Simone's continuing dedication to build up the world around Wonder Woman brings a visit from one of the amazing Amazon's warrior sisters. The fight with Power Girl is well done, with the two heroines so evenly matched, and finally able to break out a little bit against an enemy that can take it. The Crows – spawns of Ares – have whipped Washington D.C. into a lather by igniting sparks of dissent across the city. Every human is prone the whims of these children of Ares, and the results are disastrous, all the way to Power Girl mixing it up with Wonder Woman. During their scuffle, Power Girl punches Wonder Woman all the way to Canada, which, of course can only happen in comics.
The art side of this issue is a little less solid, with Chris Batista taking the first half of this issue, which begins with Achilles' quest to continue his mission to end war. In doing so, Batista gets to draw Achilles' Mysia – a beast of epic proportions epically rendered. Batista is the perfect transition artist for the departing Aaron Lopresti, as a great deal of the sensibilities in figure drawing and page composition are similar without Batista aping Lopresti at the expense of his own style. The second half of the story is drawn by Fernando Dagnino (what is with DC and the half-issue art teams this month?) which makes for an odd transition as the two styles don't necessarily flow one to the next. Dagnino does a great job with his part of the story, but the jag between the two halves of this book makes for a quirky adjustment. His treatment of the characters is a bit different though, as the Crows go from having red glowing eyes to "normal" human eyes, and the outfits of the two heroines are slightly modified from what Batista put forth. Dagnino plays up a little more cheesecake, and modifies the costumes a bit, but the strength of the story carries the issue through the shared art chores.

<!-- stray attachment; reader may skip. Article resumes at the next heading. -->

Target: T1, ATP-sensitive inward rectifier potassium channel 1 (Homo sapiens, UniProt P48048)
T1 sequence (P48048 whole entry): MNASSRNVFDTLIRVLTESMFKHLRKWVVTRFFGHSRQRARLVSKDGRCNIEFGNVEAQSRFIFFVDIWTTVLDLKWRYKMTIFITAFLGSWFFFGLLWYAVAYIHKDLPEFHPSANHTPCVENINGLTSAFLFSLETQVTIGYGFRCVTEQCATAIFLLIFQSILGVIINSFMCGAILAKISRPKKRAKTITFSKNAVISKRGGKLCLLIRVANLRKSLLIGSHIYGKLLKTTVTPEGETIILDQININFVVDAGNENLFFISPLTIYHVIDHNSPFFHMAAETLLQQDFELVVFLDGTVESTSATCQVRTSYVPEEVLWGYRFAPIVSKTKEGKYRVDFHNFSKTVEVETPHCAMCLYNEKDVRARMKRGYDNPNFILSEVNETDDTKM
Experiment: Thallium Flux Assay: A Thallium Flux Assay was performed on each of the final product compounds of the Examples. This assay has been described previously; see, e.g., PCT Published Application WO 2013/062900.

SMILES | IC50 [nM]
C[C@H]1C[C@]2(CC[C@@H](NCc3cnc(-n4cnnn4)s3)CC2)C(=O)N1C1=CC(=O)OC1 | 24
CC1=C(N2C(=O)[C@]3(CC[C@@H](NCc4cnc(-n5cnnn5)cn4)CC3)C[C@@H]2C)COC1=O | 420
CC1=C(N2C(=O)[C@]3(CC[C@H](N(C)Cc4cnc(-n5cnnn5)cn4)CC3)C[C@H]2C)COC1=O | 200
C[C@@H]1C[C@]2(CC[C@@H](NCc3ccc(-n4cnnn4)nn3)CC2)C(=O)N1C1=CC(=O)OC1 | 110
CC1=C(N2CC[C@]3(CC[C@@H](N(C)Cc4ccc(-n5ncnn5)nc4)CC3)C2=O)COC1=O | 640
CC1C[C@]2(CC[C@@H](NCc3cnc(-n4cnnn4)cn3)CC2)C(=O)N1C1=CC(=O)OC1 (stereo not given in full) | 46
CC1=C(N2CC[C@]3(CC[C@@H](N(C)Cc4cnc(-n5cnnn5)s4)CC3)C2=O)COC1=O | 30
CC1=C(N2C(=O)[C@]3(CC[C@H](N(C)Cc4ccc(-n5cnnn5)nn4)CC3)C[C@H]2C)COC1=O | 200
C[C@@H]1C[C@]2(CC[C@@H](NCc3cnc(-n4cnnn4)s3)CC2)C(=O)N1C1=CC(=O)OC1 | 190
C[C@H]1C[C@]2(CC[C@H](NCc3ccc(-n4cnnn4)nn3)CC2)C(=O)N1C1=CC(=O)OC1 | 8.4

Simone offers little snippets towards future stories, between Achilles' new home, his reunion with Patroclus (at least in his mind) and the continued existence of the Crows (disciplined as any bratty child should be). Through it all, Simone continues to deliver a solid read that is deeply connected to the DC Universe for those who pick up this title, and I am curious as to where she is going to take "Wonder Woman" next. With her frequent collaborator Nicola Scott climbing into the artist's chair for the next storyline, I'm sure there will be tales of wonder in the stories ahead.